“We are privatizing ourselves into one disaster after another. We’ve privatized a lot of what our military is doing. We’ve privatized a lot of what our intelligence agencies are doing. We’ve privatized our very prison system in many parts of the country. We’re privatizing the health system within those prisons. And it’s not working well.”

Ted Koppel on National Public Radio’s “Fresh Air”, 6/27/13


Veteran newsman Ted Koppel was reflecting on the national conversation stimulated by whistleblower Edward Snowden about government surveillance and the perils of out of control government outsourcing. The same lack of transparency, accountability and oversight also threatens public services in state and local governments across the country. There are lots of examples including: a 75-year long parking meter contract in Chicago that forces taxpayers to pay Wall Street investors to hold street fairs; bed guarantees in state contracts with for-profit prison companies; and outsourcing the management of toll roads in deals lasting as long as 99 years preventing local governments from improving the condition of nearby roads. 

Earlier this month, In the Public Interest (ITPI) launched a proactive program to expose the privatization of public services and infrastructure as an assault on American democracy and open a new discussion about the vital role of government and public institutions. A centerpiece of our plan is the Taxpayer Empowerment Agenda, a transparency, accountability and responsible contracting policy agenda we’ll be introducing in cities and states across the nation.

The Agenda is an 11-point package of policy proposals including requiring any company paid with tax dollars to open its books and meetings to the public (just as public agencies do), requiring companies that receive public contracts to pay a living wage with reasonable benefits, and banning language that promises profits even if public services are no longer needed.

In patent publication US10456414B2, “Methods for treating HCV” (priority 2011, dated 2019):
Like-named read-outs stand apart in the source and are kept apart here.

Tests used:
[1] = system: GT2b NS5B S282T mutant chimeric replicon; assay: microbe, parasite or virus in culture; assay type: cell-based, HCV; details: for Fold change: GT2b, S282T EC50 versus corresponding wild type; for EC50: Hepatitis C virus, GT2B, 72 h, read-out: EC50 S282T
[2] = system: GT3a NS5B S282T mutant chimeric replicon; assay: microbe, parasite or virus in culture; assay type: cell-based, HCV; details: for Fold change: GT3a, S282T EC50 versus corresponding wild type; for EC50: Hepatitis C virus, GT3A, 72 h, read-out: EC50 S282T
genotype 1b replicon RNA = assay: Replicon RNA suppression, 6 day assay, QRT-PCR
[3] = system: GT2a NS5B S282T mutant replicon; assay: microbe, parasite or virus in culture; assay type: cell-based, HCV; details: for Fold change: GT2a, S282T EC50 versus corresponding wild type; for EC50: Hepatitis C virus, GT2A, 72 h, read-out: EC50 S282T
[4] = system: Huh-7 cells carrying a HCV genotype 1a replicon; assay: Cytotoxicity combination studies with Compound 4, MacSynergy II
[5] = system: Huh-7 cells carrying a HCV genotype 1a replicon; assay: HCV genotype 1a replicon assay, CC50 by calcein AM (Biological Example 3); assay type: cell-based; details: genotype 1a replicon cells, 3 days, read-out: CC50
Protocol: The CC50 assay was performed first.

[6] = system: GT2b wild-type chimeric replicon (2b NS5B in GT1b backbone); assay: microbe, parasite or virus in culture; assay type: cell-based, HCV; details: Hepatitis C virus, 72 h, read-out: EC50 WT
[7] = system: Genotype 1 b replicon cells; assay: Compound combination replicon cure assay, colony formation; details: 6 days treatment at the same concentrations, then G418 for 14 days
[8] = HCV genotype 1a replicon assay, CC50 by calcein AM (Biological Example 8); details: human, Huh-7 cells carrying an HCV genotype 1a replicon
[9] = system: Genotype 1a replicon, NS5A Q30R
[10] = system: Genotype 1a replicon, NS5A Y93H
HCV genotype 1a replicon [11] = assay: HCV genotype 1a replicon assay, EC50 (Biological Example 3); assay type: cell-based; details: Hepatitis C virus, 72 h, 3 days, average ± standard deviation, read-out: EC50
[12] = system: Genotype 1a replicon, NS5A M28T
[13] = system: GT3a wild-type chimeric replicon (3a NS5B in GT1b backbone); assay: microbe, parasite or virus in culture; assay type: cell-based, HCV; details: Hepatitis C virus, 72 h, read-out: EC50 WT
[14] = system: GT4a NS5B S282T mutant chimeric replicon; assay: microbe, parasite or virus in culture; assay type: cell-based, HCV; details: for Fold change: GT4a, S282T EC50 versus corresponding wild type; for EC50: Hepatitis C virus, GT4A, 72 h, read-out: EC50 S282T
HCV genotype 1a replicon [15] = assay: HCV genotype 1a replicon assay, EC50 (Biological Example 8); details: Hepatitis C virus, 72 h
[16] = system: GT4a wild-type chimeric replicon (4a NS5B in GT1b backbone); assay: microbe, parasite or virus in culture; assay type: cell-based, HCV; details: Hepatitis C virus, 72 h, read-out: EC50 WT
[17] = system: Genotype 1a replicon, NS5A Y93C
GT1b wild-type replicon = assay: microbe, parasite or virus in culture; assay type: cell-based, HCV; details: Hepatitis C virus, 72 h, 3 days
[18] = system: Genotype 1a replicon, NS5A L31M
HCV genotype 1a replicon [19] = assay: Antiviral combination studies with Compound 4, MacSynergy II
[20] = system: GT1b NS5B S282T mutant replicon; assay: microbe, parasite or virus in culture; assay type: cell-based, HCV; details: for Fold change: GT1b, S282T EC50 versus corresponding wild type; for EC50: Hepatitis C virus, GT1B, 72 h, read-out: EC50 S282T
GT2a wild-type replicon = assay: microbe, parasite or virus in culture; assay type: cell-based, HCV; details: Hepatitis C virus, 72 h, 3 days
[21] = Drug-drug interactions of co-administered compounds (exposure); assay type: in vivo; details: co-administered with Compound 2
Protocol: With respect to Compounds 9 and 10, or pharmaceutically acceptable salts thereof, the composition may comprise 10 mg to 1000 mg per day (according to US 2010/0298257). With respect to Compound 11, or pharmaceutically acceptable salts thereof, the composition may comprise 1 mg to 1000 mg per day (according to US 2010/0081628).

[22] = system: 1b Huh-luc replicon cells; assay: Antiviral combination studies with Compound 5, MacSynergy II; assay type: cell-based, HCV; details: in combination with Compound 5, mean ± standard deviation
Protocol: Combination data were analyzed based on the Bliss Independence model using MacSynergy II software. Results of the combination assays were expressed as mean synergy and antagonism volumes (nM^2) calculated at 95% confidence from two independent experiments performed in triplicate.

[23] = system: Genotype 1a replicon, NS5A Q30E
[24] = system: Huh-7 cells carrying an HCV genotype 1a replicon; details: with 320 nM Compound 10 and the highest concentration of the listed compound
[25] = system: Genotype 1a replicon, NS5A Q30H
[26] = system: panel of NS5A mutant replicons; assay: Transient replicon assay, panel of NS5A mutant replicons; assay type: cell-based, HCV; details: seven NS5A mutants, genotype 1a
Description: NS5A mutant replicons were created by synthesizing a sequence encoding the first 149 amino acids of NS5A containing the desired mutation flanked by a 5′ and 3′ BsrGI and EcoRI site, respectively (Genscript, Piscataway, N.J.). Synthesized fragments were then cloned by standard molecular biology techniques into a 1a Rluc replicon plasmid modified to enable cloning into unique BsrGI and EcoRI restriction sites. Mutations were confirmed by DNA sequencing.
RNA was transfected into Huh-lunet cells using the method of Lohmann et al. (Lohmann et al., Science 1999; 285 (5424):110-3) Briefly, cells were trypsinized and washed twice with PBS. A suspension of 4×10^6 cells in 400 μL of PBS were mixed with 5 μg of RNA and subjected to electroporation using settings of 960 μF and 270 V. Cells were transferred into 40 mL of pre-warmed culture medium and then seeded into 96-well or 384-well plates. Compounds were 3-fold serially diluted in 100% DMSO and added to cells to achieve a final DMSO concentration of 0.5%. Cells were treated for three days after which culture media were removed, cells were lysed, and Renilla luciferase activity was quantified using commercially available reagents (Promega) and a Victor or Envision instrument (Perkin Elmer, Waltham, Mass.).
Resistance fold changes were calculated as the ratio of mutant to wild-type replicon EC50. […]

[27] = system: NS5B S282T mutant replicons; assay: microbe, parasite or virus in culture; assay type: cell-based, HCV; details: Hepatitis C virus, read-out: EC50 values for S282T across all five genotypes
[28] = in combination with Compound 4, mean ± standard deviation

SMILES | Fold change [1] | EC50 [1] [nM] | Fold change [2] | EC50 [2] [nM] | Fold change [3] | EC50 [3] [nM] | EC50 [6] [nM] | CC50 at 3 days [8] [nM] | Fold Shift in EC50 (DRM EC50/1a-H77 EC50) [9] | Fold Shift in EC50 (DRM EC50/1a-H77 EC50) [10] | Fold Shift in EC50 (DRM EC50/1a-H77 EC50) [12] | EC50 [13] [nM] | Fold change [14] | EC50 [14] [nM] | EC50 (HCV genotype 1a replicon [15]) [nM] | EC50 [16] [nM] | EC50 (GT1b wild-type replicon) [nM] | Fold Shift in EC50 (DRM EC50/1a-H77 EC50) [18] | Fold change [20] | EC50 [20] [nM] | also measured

ITPI announced the plan during a tele-briefing on June 2nd, along with Chicago Alderman Roderick Sawyer (Ward 6), former State Senator Paula Dockery (R-FL), and Katherine McFate, President of the Center for Effective Government.

Last year, Senator Dockery helped defeat Governor Rick Scott’s proposal to privatize prisons in 18 Florida counties.   She said, “Outsourcing our most vital public services like corrections, roads, schools shouldn’t be about left versus right, it should be about right versus wrong.” 

Alderman Sawyer has already introduced legislation to protect taxpayers from future parking contract disasters. “[The parking meter contract] was a bad deal and has tied the hands of taxpayers ever since,” said Sawyer.

Katherine McFate summed up the challenge to democracy.  “You can’t vote the president of the private water company out of office if the service is bad and the bills get outrageous.”

You’ll be hearing more from us in the coming months about the Taxpayer Empowerment Agenda and as we roll out some new projects. And of course, we always want to hear from you and your stories on how outsourcing is affecting the community you live in and ways we can help, so please find us and like us on Facebook at www.facebook.com/InThePublicInterest or tweet us at @PubInterest.


Donald Cohen

Executive Director, In the Public Interest

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